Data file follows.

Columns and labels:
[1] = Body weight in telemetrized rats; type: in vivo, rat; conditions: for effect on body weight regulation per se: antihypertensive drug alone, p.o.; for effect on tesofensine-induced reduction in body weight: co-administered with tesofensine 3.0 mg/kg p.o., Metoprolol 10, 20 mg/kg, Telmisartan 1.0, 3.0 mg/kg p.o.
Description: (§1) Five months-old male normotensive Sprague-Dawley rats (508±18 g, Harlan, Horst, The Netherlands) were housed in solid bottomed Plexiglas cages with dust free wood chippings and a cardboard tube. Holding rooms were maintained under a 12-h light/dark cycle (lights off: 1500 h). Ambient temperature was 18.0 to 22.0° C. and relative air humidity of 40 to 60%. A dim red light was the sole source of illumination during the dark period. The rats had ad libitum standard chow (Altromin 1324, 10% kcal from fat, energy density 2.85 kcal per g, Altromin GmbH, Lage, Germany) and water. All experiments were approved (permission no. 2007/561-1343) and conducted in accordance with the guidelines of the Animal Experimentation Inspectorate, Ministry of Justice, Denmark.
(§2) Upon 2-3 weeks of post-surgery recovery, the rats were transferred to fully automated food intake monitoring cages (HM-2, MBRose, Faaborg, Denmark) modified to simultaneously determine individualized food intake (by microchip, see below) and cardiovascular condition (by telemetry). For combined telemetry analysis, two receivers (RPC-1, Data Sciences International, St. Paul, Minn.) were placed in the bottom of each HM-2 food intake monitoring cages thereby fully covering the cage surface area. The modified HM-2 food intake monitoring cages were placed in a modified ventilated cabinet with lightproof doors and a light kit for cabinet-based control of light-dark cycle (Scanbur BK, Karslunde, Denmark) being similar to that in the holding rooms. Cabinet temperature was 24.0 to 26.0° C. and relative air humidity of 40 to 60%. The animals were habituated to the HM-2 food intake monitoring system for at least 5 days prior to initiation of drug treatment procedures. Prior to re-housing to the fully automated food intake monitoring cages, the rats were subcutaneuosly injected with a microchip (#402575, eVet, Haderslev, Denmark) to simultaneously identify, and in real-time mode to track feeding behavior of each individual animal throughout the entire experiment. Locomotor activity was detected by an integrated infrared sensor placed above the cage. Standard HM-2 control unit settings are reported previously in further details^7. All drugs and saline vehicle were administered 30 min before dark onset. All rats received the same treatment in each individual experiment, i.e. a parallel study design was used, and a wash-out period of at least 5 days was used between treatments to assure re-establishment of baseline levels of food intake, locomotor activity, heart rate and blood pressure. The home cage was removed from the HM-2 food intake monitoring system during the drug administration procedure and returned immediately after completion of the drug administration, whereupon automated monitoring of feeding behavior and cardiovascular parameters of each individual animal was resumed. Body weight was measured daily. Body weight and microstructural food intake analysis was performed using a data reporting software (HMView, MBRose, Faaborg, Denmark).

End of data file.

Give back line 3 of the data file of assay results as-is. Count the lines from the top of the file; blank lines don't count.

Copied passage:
Description: (§1) Five months-old male normotensive Sprague-Dawley rats (508±18 g, Harlan, Horst, The Netherlands) were housed in solid bottomed Plexiglas cages with dust free wood chippings and a cardboard tube. Holding rooms were maintained under a 12-h light/dark cycle (lights off: 1500 h). Ambient temperature was 18.0 to 22.0° C. and relative air humidity of 40 to 60%. A dim red light was the sole source of illumination during the dark period. The rats had ad libitum standard chow (Altromin 1324, 10% kcal from fat, energy density 2.85 kcal per g, Altromin GmbH, Lage, Germany) and water. All experiments were approved (permission no. 2007/561-1343) and conducted in accordance with the guidelines of the Animal Experimentation Inspectorate, Ministry of Justice, Denmark.